I can think of a few reasons why transferring personal wealth to poor people might not appeal. It's OK to examine those reasons honestly and rationally.

              Also absolutely get the attraction of the idea that spaceship Earth can keep at least nine billion souls in the lifestyle to which the golden billion, in all their finery and frippery, have become accustom.

              I believe it’s a pipe dream, but time will tell.

              1.5-Degree Lifestyles: Towards A Fair Consumption Space for All
              [PDF; 2021]
              History of government commitments and failures on climate change shows that technological interventions and offsetting emissions, which is central to the net-zero strategy, has been teased for over three decades leading to the worsening state of affairs in which we now find ourselves—what the IPCC describes in its most recent report as “irreversible” damage to the environment, with worse to come unless we change course. As this report demonstrates, changes in predominant lifestyles, especially in high-consuming societies, will determine whether we meet commitments in the Paris Agreement and avoid dire consequences of climate change. Overall reductions in levels of consumption must be achieved, while attending to growing social tensions.

            • RedLogix

              I'm not following – weren't you trumpetting the decline in per capita energy consumption of the golden billion in your comment

              It was merely a response to your claim above that energy and resource consumption would continue to grow without limit. At least in the developed world that isn't necessarily true – for the reasons I described. Both population growth and energy use per person among the 'golden billion' are either stable or declining.

              Of course the developing world is where all the real growth in demand will continue to come from for at least the remainder of this century as they continue to develop and match our energy use per capita. And rightly so – we have zero right to demand they must stay poor.

              To understand this you need to go back to the Kaya Identity which helps untangle the role that population, development, efficiency and carbon intensity all play toward total carbon.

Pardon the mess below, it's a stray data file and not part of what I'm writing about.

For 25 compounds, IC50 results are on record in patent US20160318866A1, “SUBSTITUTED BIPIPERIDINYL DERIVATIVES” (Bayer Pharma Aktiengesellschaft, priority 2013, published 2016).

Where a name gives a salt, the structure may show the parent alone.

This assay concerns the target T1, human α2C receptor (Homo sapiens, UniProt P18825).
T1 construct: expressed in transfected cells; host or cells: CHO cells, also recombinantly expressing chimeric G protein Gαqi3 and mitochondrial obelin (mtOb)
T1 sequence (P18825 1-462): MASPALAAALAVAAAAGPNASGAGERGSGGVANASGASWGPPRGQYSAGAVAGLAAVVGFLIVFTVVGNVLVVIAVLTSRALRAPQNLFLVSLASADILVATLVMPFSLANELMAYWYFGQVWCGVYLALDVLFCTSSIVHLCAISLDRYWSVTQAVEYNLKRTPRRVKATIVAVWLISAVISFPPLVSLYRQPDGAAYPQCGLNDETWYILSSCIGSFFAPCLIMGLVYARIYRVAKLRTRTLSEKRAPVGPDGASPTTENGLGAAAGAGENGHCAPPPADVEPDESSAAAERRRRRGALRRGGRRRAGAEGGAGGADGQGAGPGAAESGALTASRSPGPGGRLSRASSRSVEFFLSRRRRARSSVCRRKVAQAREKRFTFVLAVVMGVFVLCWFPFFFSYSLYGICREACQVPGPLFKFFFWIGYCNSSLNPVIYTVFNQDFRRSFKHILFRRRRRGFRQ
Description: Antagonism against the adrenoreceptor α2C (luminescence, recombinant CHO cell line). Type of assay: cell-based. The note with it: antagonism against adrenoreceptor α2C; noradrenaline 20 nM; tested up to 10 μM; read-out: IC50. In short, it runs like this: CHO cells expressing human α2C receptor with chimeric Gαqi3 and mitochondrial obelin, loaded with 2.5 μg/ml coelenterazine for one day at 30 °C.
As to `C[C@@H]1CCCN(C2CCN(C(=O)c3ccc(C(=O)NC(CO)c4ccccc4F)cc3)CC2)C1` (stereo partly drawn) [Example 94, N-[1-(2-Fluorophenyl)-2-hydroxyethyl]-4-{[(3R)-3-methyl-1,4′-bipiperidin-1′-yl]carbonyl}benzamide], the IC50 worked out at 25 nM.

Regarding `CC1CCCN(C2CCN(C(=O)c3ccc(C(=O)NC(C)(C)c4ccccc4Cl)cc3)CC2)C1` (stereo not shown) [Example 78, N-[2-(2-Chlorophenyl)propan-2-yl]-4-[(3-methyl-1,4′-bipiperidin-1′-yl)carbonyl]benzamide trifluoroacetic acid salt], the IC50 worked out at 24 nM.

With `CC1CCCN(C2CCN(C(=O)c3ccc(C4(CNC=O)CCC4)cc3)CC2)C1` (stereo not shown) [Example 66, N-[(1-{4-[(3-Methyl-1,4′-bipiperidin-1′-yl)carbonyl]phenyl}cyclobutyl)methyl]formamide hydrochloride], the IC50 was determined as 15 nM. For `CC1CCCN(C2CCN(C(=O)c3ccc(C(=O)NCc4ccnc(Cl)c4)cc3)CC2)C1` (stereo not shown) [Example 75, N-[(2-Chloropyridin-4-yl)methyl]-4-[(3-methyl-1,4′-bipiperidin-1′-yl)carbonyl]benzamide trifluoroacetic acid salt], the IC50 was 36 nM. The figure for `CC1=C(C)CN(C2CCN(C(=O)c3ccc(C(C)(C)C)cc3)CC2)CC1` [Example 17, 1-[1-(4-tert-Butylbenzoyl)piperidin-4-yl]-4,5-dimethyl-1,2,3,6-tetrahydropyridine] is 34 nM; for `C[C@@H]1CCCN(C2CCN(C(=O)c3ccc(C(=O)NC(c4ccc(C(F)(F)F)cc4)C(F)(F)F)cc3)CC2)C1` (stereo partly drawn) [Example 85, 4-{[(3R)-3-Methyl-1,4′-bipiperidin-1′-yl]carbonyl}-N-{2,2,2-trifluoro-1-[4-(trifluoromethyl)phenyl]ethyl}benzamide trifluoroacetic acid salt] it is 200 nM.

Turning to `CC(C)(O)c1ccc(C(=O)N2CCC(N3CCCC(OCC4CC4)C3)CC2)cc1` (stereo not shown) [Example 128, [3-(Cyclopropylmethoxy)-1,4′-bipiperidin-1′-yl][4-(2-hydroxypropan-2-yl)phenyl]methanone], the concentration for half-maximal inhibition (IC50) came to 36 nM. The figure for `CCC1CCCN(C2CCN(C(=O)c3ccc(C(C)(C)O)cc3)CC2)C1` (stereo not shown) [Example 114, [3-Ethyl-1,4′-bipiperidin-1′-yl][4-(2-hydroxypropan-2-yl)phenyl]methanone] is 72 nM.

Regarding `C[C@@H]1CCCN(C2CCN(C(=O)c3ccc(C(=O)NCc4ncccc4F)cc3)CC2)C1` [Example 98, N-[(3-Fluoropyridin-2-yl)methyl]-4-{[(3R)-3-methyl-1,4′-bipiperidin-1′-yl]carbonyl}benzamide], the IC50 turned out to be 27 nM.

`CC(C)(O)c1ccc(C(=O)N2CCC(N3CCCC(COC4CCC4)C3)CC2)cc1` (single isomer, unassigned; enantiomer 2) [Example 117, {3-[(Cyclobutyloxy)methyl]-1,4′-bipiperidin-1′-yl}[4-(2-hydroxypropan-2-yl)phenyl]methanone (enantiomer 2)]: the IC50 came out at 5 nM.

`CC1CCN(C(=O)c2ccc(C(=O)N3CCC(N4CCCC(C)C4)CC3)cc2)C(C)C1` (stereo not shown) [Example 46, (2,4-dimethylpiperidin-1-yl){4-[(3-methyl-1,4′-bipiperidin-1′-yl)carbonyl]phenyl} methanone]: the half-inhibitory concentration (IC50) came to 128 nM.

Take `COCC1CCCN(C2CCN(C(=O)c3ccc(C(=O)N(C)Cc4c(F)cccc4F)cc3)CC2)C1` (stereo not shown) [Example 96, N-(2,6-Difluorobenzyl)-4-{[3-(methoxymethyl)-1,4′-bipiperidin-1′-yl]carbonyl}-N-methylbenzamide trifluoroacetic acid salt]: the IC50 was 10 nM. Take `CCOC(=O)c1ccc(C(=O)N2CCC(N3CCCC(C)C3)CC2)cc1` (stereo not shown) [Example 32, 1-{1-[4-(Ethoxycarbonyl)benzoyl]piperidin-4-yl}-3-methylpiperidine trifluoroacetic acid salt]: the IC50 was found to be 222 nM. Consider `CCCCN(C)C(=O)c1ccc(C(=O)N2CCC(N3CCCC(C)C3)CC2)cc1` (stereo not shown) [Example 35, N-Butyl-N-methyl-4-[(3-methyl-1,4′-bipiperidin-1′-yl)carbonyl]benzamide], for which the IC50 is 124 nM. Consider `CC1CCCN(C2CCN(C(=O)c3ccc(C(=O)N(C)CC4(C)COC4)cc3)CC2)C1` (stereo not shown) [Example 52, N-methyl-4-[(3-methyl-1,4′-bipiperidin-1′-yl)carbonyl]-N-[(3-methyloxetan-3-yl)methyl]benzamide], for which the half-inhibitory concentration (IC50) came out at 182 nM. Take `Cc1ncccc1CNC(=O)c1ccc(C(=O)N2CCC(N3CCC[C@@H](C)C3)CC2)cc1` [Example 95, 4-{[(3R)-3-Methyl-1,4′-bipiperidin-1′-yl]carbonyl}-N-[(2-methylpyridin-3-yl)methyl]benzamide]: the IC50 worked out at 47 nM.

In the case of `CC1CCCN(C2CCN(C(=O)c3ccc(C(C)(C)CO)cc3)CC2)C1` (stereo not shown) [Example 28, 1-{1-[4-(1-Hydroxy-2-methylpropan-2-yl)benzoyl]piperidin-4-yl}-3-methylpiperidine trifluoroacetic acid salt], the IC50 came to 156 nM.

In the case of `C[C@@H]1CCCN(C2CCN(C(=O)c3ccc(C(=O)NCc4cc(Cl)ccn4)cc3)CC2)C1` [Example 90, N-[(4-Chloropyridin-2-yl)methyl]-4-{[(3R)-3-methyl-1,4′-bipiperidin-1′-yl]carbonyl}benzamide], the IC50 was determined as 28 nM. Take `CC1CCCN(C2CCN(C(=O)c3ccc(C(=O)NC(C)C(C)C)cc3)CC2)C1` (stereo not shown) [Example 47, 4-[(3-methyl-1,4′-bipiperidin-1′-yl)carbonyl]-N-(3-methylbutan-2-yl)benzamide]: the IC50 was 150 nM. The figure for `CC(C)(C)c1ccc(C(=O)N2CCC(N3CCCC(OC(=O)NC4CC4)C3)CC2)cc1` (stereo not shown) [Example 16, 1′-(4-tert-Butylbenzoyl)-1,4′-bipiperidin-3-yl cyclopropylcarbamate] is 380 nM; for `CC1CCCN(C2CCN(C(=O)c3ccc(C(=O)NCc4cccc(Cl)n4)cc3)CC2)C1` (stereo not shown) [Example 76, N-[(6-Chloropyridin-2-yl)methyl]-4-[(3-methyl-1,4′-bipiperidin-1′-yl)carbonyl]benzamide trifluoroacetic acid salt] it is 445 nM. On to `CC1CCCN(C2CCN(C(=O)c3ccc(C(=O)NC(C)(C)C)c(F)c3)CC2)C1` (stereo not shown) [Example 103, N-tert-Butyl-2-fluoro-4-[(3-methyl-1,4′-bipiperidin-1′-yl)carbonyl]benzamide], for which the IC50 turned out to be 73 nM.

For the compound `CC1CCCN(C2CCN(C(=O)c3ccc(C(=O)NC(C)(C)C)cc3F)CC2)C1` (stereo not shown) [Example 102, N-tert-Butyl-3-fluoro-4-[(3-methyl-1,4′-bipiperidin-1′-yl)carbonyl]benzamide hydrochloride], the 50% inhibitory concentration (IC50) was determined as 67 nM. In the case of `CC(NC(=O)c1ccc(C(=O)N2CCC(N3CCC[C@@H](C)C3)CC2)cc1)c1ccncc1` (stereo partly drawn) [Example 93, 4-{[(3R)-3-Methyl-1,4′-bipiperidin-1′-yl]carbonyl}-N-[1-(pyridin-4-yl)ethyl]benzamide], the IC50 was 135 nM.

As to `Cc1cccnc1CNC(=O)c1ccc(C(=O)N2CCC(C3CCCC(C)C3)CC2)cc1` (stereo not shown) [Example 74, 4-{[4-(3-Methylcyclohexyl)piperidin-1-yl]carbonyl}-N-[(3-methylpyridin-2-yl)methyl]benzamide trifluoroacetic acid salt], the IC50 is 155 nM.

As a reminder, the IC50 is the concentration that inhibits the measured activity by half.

• Drowsy M. Kram

                I followed that link to your Escape Velocity post, and found this:

                Consider carefully if you decide to reply to this.

                towards the end of a wide-ranging 'debate'.

                I don't really understand the Kaya Identity, and note that it has its critics.

                It has been pointed out that the Kaya identity is a tautology because it is nothing but a rewrite of the identity: {\displaystyle F=F}, i.e., "Carbon is carbon". This implies there are a number of alternative formulations for calculating net carbon emissions, which highlights the different possible ways of thinking about emissions reductions (e.g. Eco-sufficiency).

                1.5-Degree Lifestyles: Towards A Fair Consumption Space for All
                [PDF; 2021]
                An indictment of the current unsustainable economic development paradigm is the widening gap between the rich and the poor. The emissions share of the 10% richest, highest-emitting individuals ranges from 36-49% of the global total, while that of the poorest, lowest-emitting 50% of the world’s population ranges from 7-15% of the total (UNEP 2020). There is observed inequality among countries, inequality within countries, inequality across races and between genders, and inequality across generations. And there are multiple expressions of inequality: of income, of health, of access to natural resources and public services, of participation in decision-making processes, for example, and notably in terms of inequality of carbon emissions. Calls for climate justice are already growing loud; these tensions will only get worse as competition heightens over diminishing resources and the remaining carbon budget to stay within sustainable limits.

            • UncookedSelachimorpha

              "Human development and the resulting consumption of energy and resources is first and foremost driven by a set of forces that starts with philosophical innovation, science, technology, engineering, medicine and industrialisation. "